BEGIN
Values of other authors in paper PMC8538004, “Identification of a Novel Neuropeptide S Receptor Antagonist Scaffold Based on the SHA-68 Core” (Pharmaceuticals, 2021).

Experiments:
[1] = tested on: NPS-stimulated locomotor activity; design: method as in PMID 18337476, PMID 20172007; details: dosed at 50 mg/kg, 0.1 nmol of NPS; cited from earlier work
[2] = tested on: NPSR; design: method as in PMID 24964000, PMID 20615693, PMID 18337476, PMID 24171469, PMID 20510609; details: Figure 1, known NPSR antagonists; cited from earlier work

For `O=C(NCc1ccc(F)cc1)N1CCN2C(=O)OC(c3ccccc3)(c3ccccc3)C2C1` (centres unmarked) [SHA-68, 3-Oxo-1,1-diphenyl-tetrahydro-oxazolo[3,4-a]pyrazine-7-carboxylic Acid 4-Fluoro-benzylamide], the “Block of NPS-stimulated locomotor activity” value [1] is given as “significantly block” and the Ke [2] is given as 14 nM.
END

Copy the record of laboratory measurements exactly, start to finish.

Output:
Values of other authors in paper PMC8538004, “Identification of a Novel Neuropeptide S Receptor Antagonist Scaffold Based on the SHA-68 Core” (Pharmaceuticals, 2021).

Experiments:
[1] = tested on: NPS-stimulated locomotor activity; design: method as in PMID 18337476, PMID 20172007; details: dosed at 50 mg/kg, 0.1 nmol of NPS; cited from earlier work
[2] = tested on: NPSR; design: method as in PMID 24964000, PMID 20615693, PMID 18337476, PMID 24171469, PMID 20510609; details: Figure 1, known NPSR antagonists; cited from earlier work

For `O=C(NCc1ccc(F)cc1)N1CCN2C(=O)OC(c3ccccc3)(c3ccccc3)C2C1` (centres unmarked) [SHA-68, 3-Oxo-1,1-diphenyl-tetrahydro-oxazolo[3,4-a]pyrazine-7-carboxylic Acid 4-Fluoro-benzylamide], the “Block of NPS-stimulated locomotor activity” value [1] is given as “significantly block” and the Ke [2] is given as 14 nM.